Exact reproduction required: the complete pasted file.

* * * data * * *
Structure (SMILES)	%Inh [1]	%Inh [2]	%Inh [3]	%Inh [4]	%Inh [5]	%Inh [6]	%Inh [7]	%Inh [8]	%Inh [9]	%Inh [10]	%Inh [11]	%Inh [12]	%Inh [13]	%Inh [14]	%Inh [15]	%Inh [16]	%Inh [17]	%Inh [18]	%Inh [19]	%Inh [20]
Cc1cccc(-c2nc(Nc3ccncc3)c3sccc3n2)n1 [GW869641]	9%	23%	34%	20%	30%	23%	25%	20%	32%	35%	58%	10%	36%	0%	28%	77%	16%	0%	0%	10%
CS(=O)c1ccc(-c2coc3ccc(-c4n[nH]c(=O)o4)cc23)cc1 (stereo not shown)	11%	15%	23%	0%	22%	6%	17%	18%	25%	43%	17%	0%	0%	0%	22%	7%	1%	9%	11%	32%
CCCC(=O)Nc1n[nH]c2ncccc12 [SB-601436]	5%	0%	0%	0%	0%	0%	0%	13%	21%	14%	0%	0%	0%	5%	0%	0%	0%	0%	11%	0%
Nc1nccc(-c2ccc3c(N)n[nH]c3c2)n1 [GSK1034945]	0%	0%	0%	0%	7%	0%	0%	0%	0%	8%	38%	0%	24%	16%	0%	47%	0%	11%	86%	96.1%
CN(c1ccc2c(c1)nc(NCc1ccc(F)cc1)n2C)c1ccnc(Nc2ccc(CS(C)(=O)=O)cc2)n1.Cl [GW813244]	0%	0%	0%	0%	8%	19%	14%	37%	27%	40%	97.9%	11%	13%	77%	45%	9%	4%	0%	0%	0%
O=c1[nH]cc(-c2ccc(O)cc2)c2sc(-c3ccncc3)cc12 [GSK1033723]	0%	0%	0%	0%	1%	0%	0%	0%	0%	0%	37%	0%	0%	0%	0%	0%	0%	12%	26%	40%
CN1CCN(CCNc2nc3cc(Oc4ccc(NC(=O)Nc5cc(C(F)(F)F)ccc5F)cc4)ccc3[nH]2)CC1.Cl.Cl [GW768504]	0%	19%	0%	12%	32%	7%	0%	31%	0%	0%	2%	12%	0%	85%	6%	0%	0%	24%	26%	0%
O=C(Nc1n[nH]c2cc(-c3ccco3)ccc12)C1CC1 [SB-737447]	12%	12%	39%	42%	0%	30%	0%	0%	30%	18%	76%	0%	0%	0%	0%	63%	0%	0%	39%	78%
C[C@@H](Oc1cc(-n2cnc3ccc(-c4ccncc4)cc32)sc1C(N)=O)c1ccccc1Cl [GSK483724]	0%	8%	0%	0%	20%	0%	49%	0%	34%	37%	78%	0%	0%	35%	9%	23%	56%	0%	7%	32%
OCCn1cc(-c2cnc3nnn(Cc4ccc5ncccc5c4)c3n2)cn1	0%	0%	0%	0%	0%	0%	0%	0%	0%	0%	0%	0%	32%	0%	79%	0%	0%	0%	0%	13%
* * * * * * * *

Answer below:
Structure (SMILES)	%Inh [1]	%Inh [2]	%Inh [3]	%Inh [4]	%Inh [5]	%Inh [6]	%Inh [7]	%Inh [8]	%Inh [9]	%Inh [10]	%Inh [11]	%Inh [12]	%Inh [13]	%Inh [14]	%Inh [15]	%Inh [16]	%Inh [17]	%Inh [18]	%Inh [19]	%Inh [20]
Cc1cccc(-c2nc(Nc3ccncc3)c3sccc3n2)n1 [GW869641]	9%	23%	34%	20%	30%	23%	25%	20%	32%	35%	58%	10%	36%	0%	28%	77%	16%	0%	0%	10%
CS(=O)c1ccc(-c2coc3ccc(-c4n[nH]c(=O)o4)cc23)cc1 (stereo not shown)	11%	15%	23%	0%	22%	6%	17%	18%	25%	43%	17%	0%	0%	0%	22%	7%	1%	9%	11%	32%
CCCC(=O)Nc1n[nH]c2ncccc12 [SB-601436]	5%	0%	0%	0%	0%	0%	0%	13%	21%	14%	0%	0%	0%	5%	0%	0%	0%	0%	11%	0%
Nc1nccc(-c2ccc3c(N)n[nH]c3c2)n1 [GSK1034945]	0%	0%	0%	0%	7%	0%	0%	0%	0%	8%	38%	0%	24%	16%	0%	47%	0%	11%	86%	96.1%
CN(c1ccc2c(c1)nc(NCc1ccc(F)cc1)n2C)c1ccnc(Nc2ccc(CS(C)(=O)=O)cc2)n1.Cl [GW813244]	0%	0%	0%	0%	8%	19%	14%	37%	27%	40%	97.9%	11%	13%	77%	45%	9%	4%	0%	0%	0%
O=c1[nH]cc(-c2ccc(O)cc2)c2sc(-c3ccncc3)cc12 [GSK1033723]	0%	0%	0%	0%	1%	0%	0%	0%	0%	0%	37%	0%	0%	0%	0%	0%	0%	12%	26%	40%
CN1CCN(CCNc2nc3cc(Oc4ccc(NC(=O)Nc5cc(C(F)(F)F)ccc5F)cc4)ccc3[nH]2)CC1.Cl.Cl [GW768504]	0%	19%	0%	12%	32%	7%	0%	31%	0%	0%	2%	12%	0%	85%	6%	0%	0%	24%	26%	0%
O=C(Nc1n[nH]c2cc(-c3ccco3)ccc12)C1CC1 [SB-737447]	12%	12%	39%	42%	0%	30%	0%	0%	30%	18%	76%	0%	0%	0%	0%	63%	0%	0%	39%	78%
C[C@@H](Oc1cc(-n2cnc3ccc(-c4ccncc4)cc32)sc1C(N)=O)c1ccccc1Cl [GSK483724]	0%	8%	0%	0%	20%	0%	49%	0%	34%	37%	78%	0%	0%	35%	9%	23%	56%	0%	7%	32%
OCCn1cc(-c2cnc3nnn(Cc4ccc5ncccc5c4)c3n2)cn1	0%	0%	0%	0%	0%	0%	0%	0%	0%	0%	0%	0%	32%	0%	79%	0%	0%	0%	0%	13%